“If trade stops, war starts"says Jack Ma, Alibba’s CEO.
Is this a threat, a warning or a realistic assessment of the situation?
According to The Independent Online, 6 February, 2017, Mr. Jack Ma, the CEO of China’s biggest online retailer warned: "Everybody is concerned about trade wars. If trade stops, war starts."  Mr. Ma visited President Donald Trump last month and announced his company would help create one million jobs in America – and added, "The world needs globalisation, it needs trade".  Now, why is that so?  Surely America can ‘create’ its own jobs without the help of this Chinese man?   
During WWII Ezra Pound, then living in Italy, wrote:

“If you live on cliches and lose your respect for words, you will lose your ‘ben dell intelletto’. (Dante Inferno’ 111, 18.
‘Homely English wording gets that down to ‘USE OF YOUR WITS’, but I reckon Dante meant something nearer to Mencius meaning sense of ‘EQUlTY’).

Wikipedia tells us: Ezra Weston Loomis Pound was an expatriate American poet and critic, and a major figure in the early modernist movement.  Born: 30 October 1885, Hailey, Idaho, United States and died: 1 November 1972, Venice, Italy.
He continues:

“It is no use assembling a machine if a part is missing or defective. One must first have all the essential parts…
The pivot:  “All trade hinges on money. All industry hinges on money. Money is the pivot. It is the middle term. It stands midway between industry and workers. The pure economic man may not exist, but the economic factor, in the problem of living, exists.
“… Not the gun merchants, but the traffickers in money itself have made this war (WWII); they have made wars in succession, for centuries, at their own pleasure, to create debts so that they can enjoy the interest on them, to create debts when money is cheap, in order to demand repayment when money is dear. But as long as the word ‘money’ is not clearly defined, and as long as its definition is not known to all the peoples of the world, they will go blindly to war with each other, never knowing the reason why.
“…  This war is a chapter in the long and bloody tragedy which began with the foundation of the Bank of England in far-away 1694, with the openly declared intention of Paterson’s now famous prospectus, which contains the words already quoted: “The bank hath benefit of the interest on all moneys which it creates out of nothing”.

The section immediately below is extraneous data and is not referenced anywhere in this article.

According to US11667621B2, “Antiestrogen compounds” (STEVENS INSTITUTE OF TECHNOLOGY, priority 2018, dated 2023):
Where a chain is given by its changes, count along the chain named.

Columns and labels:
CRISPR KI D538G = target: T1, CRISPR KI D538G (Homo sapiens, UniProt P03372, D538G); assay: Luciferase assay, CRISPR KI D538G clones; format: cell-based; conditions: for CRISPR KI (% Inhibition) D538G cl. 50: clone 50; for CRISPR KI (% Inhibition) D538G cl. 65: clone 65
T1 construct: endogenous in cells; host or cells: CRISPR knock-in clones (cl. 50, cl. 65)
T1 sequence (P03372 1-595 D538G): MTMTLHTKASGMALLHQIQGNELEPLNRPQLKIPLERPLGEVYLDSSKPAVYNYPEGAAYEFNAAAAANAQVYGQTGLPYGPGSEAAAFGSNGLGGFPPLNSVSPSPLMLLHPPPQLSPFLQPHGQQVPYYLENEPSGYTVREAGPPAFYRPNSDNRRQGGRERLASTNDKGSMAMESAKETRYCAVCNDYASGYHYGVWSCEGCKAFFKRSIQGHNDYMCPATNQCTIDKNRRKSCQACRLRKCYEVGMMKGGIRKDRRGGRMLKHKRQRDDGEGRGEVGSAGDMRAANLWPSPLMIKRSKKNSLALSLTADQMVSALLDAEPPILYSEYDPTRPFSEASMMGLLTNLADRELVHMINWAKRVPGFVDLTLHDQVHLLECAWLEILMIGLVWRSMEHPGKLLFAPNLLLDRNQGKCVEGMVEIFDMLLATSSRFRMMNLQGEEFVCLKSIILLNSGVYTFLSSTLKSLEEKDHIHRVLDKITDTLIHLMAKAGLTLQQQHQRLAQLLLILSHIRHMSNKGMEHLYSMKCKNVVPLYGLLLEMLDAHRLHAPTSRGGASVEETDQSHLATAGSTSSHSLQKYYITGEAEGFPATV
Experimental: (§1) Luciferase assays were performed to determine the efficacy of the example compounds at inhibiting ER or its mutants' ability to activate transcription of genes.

“To understand what this means it is necessary to understand what money is. Money is not a
simple instrument like a spade. It is made up of two elements: one which measures the prices on the market, (and) one which bestows the power to purchase the goods. It is this twofold aspect that the usurers have taken advantage of…”
 - - Taken from Ezra Pound’s “Gold and Work” 1922.


All modern commerce and trade hinges on money.  Wages, salaries and dividends distribute the purchasing power.

“Economically the world is living on the products of the past – FINANCIALLY it is living on drafts upon the future.”  - - Vic Bridger, Australasian School of Social Studies.
Wallace Klinck sums up:
“So long as we adhere to conventions of financial cost-accounting wherein the rate of flow and volume of final consumer prices increasingly exceeds the rate of flow and volume of disbursed consumer incomes, and we have no option for survival other than evermore to mortgage our futures with mounting and un-repayable private and public financial debt, our desperate plight will only continue to deteriorate.
Consumers (all citizens) should be getting National Dividends and benefitting from Compensated (falling) Retail Prices as the natural and rightful consequence of our vast and rapidly increasing marvellous technological efficiency as it continues to eliminate labour as a factor of production. 
Until the financial problem is realistically addressed and appropriately resolved all political and social activism is just so much sterile, misconceived and misdirected shadow-boxing—destined inevitably and inexorably to fail.”

Remarkable Anniversaries for a Remarkable Lady